There are many calendaring considerations during the real estate transaction. At the risk of exaggerating, the one that gets overlooked the most and is most responsible for turning real estate dreams into nightmares is that of the Inspection Period.
The Inspection Period is thought of as a time to inspect and address physical conditions of the home and property. The leaky roof and falling down gutters are top-of-mind and tend to get all the attention. What doesn’t get enough attention during this crucial period are the invisible risks represented by documents buried in Schedule II B of the preliminary title report, as well as in documents issued by Local, State, Tribal, and Federal entities memorializing rules, regulations, and laws that the owner of the property is required to abide by. These documents represent risk to the use of the property, and to the financial security of the Buyer.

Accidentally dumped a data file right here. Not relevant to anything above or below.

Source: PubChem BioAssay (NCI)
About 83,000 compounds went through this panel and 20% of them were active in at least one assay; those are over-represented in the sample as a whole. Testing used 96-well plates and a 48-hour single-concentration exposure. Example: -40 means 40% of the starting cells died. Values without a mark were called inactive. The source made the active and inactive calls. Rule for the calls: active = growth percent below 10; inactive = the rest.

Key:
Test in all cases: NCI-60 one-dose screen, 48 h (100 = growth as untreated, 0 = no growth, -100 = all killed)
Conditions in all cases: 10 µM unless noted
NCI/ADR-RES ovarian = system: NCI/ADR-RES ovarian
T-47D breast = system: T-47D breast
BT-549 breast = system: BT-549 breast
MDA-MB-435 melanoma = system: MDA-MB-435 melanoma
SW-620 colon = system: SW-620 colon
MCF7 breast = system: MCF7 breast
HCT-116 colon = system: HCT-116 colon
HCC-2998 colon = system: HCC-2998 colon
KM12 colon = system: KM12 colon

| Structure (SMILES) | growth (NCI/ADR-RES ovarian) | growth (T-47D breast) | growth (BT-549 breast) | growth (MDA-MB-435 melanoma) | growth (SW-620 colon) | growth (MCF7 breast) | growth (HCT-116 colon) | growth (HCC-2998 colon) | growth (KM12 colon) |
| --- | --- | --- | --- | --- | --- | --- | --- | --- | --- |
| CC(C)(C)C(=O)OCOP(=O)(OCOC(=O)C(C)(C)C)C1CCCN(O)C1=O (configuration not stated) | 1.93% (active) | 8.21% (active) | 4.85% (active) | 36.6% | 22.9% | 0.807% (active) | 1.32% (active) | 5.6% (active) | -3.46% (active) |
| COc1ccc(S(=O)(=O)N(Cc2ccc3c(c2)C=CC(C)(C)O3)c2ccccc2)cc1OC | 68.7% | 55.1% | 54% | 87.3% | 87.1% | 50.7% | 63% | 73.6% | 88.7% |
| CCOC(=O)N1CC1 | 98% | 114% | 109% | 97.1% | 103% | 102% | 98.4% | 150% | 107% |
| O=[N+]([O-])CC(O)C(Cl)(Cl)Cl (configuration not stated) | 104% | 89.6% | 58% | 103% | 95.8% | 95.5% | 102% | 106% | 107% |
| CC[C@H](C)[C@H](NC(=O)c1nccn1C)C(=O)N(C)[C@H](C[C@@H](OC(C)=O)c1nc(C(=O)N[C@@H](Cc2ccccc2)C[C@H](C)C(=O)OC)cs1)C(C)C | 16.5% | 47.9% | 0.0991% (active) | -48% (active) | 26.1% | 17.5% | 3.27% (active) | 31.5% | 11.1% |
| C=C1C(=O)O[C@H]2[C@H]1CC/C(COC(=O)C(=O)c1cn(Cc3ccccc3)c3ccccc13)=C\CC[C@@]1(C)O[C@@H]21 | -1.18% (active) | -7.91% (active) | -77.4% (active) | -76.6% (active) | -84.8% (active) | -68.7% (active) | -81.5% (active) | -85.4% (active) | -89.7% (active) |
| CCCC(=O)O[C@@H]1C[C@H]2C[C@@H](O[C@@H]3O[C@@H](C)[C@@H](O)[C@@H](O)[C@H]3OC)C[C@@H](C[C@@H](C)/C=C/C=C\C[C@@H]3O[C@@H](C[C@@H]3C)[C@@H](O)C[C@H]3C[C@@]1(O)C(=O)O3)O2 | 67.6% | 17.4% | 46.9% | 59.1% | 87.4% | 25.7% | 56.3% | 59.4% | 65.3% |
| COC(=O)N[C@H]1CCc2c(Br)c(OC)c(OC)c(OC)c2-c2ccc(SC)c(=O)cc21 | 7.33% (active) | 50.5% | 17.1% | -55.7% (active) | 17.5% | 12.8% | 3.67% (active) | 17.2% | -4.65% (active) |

Most purchase and sale agreements provide for ten days for performance of all due diligence items. Real estate best practice is for the agreement to include a Title Contingency Addendum. This Addendum gives the Buyer a specified number of days from either mutual acceptance of the agreement or the date the Buyer receives the preliminary title commitment to give written notice of the Buyer’s approval or disapproval of the preliminary title report contents. The Seller then has a certain amount of time to give the Buyer written notice that the Seller will clear all disapproved encumbrances on the property. The Seller has until the closing date to accomplish this or the agreement may be terminated.
Timely Contract Solutions
Buyers. Use TC Drafting to draft a custom document that includes a Title Contingency Addendum.
Sellers. Use TC Drafting to draft a custom document memorializing your terms, conditions, and contingencies. Reduce the risk of Buyer comeback or the contesting of a transaction.
Use Timely Contract solutions to anticipate and avoid common problems of the real estate transaction … and to sleep better at night!
This posting is not legal advice. Legal advice is based on specific facts. This information is general in nature.